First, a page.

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How to successfully deliver public cloud workloads
Thu, 4th Aug 2016
FYI, this story is more than a year old

Eventually making the switch to public or hybrid is less about the right provider, and more about effective cloud deployment, says Centurylink.

According to the communications company, in order to manage the total cost of cloud ownership (TCCO), organisations need to switch up the main focus.

Stuart Mills, regional sales director for CenturyLink ANZ, says to gain the best value from a cloud deployment, it must be able to scale – and not just within internal IT or DevOps.

“As each of these groups have differing uses for cloud, the selected cloud partner must deliver powerful capabilities, supporting policies and governance, automation, and advanced features to manage consumption and performance,” says Mills.

“The ideal is IT-as-a-Service (ITaaS): a single platform that delivers cloud infrastructure, platform services, integration, and governance all in one. Businesses need to choose their cloud provider carefully to get the ITaaS benefits they need.

CenturyLink claims that organisations can use the cloud provider's own tools to manage their public cloud, including managing access, configurations, change policies and profiles.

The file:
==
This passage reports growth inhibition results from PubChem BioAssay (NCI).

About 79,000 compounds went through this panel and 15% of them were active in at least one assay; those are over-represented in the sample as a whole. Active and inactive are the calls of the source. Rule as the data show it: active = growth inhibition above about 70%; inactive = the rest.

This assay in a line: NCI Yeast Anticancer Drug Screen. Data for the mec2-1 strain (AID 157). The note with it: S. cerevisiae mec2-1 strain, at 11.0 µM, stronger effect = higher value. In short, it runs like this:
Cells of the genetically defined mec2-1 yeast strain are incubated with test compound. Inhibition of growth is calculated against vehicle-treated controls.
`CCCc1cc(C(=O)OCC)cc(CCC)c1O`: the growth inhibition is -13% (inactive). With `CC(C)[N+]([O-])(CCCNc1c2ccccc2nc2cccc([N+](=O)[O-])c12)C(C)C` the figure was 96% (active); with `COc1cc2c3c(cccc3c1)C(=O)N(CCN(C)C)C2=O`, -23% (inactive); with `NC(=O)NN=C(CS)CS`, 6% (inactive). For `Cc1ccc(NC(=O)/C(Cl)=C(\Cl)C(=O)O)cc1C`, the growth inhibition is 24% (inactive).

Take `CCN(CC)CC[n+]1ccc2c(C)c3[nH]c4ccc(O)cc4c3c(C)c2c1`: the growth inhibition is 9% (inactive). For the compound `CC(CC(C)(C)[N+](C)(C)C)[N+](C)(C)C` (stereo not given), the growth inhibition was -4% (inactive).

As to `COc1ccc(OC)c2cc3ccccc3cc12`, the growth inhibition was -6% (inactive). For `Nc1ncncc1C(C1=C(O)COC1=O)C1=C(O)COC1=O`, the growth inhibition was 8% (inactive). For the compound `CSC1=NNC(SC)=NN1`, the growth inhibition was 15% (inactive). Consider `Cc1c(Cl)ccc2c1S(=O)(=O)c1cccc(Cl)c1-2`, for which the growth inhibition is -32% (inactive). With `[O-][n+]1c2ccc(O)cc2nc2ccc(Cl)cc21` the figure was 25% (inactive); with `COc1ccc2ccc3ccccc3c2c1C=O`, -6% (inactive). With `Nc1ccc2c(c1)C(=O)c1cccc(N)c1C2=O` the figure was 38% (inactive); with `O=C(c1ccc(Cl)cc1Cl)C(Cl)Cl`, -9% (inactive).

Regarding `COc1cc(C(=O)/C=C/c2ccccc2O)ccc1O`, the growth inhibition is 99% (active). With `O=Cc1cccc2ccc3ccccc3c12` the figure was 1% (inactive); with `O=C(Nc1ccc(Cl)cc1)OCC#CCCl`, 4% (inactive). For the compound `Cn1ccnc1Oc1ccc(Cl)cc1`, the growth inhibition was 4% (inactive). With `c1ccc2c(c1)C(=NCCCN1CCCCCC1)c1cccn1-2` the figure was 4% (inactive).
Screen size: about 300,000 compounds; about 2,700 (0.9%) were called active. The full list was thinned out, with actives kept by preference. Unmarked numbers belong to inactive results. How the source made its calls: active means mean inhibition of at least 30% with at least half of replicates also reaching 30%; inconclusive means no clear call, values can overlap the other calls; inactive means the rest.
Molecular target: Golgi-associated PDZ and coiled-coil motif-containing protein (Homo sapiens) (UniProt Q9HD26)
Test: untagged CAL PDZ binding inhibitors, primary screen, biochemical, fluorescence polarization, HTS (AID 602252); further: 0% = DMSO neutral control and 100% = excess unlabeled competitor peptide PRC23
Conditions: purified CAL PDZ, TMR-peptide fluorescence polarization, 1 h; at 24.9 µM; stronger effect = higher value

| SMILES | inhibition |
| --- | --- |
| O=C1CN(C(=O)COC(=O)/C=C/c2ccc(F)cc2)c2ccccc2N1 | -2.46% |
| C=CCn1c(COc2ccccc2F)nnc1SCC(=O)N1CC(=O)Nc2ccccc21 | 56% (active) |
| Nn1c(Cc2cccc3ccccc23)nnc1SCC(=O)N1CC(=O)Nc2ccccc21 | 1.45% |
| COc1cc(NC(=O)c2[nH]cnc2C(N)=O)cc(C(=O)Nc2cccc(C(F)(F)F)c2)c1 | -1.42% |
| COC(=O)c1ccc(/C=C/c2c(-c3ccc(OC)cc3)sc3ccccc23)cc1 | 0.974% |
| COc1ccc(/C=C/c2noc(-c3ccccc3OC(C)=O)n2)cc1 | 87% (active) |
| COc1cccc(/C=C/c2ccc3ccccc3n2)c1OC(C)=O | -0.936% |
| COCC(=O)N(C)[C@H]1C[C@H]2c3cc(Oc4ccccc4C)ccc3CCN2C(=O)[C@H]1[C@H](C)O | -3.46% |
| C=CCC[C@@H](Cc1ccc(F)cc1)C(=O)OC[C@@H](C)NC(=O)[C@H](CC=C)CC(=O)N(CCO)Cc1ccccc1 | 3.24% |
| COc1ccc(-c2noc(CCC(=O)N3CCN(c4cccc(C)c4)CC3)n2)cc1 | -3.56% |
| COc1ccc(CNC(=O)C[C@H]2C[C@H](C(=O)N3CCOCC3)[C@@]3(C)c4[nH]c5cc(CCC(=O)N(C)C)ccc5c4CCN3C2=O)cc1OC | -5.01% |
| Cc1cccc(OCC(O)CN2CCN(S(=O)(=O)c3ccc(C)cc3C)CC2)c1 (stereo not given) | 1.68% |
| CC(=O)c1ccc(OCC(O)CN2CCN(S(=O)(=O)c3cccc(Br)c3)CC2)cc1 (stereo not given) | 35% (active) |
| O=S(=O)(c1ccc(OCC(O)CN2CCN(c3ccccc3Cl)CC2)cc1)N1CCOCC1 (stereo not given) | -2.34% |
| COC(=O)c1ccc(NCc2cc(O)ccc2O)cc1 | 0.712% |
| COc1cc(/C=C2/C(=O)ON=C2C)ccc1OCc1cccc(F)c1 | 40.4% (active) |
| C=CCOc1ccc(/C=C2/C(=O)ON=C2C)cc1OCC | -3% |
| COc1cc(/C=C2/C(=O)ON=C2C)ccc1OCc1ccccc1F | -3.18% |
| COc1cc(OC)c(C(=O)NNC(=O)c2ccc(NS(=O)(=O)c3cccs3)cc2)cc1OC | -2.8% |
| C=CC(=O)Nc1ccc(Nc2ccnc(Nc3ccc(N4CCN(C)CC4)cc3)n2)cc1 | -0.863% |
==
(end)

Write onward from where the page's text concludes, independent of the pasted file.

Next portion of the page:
Furthermore, CenturyLink says that organisations can work with a cloud services broker to set up roles and policies, and enforce those using a policy engine.

Setting guidelines regarding service level agreements (SLAs) with cloud providers is also critical for good cloud management, says CenturyLink.

“It is therefore essential to partner with a cloud service provider with industry-leading SLAs that will support business-critical applications running in a single cloud zone,” adds Mills.

CenturyLink also advises organisations that some SLAs may apply to Software-as-a-Service, Platform-as-a-Service, and Infrastructure-as-a-Service.

“When it comes to SLAs, businesses must consider what metrics they'll use to measure performance objectives, how they'll deal with security breaches or service outages, and, crucially, how to get out of the relationship if the cloud provider isn't delivering," says Mills.

“Getting the best possible cloud performance doesn't stop there. It's also important for organisations to conduct regular assessments and audits to make sure the cloud provider is meeting the agreed standards and the cloud is delivering on expectations.